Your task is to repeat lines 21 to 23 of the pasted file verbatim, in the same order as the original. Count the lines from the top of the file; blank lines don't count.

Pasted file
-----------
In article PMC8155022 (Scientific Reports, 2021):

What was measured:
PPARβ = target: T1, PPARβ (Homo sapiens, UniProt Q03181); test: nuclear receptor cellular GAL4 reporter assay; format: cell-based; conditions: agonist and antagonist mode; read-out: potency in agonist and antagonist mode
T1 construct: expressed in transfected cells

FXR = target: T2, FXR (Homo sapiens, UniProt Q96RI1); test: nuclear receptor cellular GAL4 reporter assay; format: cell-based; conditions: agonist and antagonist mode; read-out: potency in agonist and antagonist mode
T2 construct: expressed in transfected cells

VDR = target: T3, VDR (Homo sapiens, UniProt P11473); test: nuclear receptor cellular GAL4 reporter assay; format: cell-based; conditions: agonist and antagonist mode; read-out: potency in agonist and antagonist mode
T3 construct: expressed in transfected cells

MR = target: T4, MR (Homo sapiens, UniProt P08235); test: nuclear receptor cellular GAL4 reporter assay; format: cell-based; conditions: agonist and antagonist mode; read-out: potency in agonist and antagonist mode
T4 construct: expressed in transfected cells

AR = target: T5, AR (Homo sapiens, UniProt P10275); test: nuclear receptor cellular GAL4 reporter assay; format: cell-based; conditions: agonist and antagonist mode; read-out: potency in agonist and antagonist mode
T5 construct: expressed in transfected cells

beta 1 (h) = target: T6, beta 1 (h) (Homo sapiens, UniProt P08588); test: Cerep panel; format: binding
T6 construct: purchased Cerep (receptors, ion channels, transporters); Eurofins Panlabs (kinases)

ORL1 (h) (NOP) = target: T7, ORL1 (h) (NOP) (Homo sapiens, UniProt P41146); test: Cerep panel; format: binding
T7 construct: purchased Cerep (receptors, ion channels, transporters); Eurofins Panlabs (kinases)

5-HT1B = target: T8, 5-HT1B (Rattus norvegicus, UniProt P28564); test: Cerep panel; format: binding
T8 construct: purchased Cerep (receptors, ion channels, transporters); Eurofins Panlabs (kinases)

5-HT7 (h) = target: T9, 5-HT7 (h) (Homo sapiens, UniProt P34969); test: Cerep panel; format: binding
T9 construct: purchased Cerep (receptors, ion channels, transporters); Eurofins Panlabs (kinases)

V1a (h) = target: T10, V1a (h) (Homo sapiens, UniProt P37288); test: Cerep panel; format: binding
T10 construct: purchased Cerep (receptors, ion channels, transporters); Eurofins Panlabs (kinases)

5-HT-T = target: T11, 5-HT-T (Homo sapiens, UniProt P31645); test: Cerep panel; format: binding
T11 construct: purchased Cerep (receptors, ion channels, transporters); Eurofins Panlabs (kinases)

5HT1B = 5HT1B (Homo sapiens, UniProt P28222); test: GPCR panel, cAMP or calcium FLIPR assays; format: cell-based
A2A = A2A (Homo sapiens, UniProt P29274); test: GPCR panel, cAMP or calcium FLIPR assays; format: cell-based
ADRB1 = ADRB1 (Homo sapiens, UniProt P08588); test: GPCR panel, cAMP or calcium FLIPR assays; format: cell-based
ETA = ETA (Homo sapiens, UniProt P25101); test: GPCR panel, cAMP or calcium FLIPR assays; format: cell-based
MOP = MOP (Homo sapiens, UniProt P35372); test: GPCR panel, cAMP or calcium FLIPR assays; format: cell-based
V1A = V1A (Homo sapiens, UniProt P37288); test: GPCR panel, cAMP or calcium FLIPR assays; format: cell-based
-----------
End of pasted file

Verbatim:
V1a (h) = target: T10, V1a (h) (Homo sapiens, UniProt P37288); test: Cerep panel; format: binding
T10 construct: purchased Cerep (receptors, ion channels, transporters); Eurofins Panlabs (kinases)

5-HT-T = target: T11, 5-HT-T (Homo sapiens, UniProt P31645); test: Cerep panel; format: binding